Of all the unusual pitches that you will see from time to time, the eephus is the most rare and extraordinary. It’s been making a bit of a comeback thanks to Yu Darvish, who is not afraid to break it out once in a while.
The thing that makes the eephus so great is that it confuses everybody–well except the pitcher. The umpire has no idea what to do in most cases because they aren’t used to seeing it, so they almost always just call it a ball. The batter just kind of stands there, frozen with indecision over whether they should take a hack at it or not. Even the catcher is a bit confused, not knowing when or where he should catch the ball in order to get the strike.
Well yesterday, a pitcher in the Japanese league broke out the eephus, and brought out all of those reactions. His name is Kazuhito Tadano, and he actually used to pitch in the MLB for the Cleveland Indians. Though I wouldn’t expect any of you to remember that, because I had no idea and only figured that out when I looked him up.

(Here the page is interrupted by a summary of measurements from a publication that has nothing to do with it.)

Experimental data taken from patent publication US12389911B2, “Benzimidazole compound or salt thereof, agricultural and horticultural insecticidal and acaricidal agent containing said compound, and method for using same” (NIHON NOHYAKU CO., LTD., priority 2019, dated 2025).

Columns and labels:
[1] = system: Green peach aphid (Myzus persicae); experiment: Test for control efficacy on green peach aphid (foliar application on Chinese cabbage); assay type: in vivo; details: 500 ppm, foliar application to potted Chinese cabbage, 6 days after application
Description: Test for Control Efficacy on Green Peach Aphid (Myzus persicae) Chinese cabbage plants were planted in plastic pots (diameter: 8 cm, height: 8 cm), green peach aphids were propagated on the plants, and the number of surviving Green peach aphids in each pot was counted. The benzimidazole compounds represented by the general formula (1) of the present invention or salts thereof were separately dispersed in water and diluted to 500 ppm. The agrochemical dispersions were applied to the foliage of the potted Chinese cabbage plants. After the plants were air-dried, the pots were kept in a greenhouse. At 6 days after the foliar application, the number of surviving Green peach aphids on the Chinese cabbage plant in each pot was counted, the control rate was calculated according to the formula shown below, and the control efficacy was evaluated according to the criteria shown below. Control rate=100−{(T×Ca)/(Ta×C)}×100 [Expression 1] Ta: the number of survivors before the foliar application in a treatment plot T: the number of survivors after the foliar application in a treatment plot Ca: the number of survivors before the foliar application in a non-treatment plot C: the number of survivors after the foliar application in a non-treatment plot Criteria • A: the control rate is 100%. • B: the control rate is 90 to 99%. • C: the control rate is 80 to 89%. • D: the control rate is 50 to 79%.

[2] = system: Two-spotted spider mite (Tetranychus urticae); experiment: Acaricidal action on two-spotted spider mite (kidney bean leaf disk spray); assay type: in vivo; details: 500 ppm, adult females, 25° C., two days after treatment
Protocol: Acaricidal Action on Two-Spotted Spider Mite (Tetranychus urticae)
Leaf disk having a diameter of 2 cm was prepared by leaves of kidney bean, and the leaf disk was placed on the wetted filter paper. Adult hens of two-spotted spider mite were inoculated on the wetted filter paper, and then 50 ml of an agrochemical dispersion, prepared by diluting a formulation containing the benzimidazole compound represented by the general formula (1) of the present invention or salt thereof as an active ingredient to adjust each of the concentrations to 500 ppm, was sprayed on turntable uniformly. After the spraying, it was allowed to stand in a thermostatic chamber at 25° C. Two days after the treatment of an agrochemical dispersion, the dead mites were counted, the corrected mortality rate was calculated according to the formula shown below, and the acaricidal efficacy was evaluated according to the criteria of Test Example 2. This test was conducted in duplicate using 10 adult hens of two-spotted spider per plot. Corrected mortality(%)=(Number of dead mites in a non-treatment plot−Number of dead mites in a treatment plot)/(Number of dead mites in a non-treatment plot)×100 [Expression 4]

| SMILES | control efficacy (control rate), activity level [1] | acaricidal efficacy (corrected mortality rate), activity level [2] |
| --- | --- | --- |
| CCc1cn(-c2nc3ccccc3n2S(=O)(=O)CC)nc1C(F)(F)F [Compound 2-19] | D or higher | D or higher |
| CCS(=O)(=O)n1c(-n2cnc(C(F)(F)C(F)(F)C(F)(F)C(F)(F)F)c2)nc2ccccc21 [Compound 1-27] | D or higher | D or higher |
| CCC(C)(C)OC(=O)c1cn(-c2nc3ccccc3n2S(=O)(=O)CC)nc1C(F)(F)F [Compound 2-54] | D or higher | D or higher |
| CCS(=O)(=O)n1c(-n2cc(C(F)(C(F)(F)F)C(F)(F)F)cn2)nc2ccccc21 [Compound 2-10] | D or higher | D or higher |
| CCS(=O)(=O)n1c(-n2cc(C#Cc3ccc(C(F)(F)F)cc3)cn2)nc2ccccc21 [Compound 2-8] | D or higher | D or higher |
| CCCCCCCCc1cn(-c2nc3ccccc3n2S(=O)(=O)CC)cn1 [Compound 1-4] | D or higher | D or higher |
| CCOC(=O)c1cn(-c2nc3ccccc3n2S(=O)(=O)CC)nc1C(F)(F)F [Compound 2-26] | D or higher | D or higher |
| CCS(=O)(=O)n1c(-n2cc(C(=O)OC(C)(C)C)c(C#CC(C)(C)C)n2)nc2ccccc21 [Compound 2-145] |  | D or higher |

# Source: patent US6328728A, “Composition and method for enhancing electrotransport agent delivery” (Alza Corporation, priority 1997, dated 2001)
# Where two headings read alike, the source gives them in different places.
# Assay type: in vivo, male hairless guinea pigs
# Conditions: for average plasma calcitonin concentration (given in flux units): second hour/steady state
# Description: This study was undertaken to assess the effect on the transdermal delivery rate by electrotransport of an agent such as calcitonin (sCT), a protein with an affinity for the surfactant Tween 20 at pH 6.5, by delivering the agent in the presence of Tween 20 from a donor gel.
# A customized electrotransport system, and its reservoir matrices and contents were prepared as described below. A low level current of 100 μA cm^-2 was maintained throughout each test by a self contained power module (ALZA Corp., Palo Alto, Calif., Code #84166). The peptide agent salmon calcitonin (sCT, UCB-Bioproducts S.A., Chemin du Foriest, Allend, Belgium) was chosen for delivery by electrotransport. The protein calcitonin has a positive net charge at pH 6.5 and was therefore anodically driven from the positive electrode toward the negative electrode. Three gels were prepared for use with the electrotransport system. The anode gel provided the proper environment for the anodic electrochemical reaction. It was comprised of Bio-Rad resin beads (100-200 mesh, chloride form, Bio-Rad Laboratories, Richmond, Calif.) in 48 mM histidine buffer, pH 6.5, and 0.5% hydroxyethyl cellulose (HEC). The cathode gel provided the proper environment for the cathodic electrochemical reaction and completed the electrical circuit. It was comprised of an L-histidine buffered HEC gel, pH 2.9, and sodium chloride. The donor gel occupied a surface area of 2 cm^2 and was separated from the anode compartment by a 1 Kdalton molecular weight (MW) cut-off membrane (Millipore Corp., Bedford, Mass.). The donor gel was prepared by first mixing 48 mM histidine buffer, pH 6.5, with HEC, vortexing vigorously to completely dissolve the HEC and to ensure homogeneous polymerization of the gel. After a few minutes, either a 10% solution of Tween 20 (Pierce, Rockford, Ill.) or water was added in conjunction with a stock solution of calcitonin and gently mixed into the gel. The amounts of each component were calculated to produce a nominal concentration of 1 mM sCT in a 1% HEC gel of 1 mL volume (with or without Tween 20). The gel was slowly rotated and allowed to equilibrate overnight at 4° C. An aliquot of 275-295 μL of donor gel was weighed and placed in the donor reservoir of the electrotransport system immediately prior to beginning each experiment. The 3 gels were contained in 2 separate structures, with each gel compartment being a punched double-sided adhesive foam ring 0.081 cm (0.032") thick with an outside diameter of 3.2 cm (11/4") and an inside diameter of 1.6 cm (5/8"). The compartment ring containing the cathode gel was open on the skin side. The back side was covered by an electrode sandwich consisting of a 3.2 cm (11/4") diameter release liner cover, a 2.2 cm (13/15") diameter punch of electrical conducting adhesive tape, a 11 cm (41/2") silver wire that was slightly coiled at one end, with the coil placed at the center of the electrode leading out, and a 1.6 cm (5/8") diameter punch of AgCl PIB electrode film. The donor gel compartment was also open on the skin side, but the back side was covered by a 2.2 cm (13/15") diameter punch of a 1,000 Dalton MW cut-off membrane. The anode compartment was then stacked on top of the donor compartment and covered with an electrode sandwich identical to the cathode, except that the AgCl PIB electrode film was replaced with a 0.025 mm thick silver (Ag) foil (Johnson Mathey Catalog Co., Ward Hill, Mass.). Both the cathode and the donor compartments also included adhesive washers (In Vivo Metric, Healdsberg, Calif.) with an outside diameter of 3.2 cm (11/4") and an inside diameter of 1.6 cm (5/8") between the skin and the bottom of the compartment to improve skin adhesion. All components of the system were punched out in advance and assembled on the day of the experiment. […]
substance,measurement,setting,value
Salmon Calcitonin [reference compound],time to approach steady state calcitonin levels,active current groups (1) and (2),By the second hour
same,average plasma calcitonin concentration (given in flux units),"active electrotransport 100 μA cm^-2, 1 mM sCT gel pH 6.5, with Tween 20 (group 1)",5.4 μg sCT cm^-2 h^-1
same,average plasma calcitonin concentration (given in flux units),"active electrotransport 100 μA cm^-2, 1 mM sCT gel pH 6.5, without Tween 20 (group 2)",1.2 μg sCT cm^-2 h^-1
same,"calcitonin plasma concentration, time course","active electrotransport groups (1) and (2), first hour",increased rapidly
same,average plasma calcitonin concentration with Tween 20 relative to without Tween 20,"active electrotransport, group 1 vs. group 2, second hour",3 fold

Now he’s back in his native Japan and pitching for the Hokkaido Nippon-Ham Fighters. As they took on the Hanshin Tigers, Tadano unleashed the eephus, sending the ball sky-high and dropping it right into his catchers mit.
It was called a ball, but the pitch was still insane. Tadano had to throw it with just the right amount of arc and speed to get it to come down right into the catcher’s glove. I wish more pitchers would take up the eephus. It’s so much fun to watch when it’s broken out once in a while.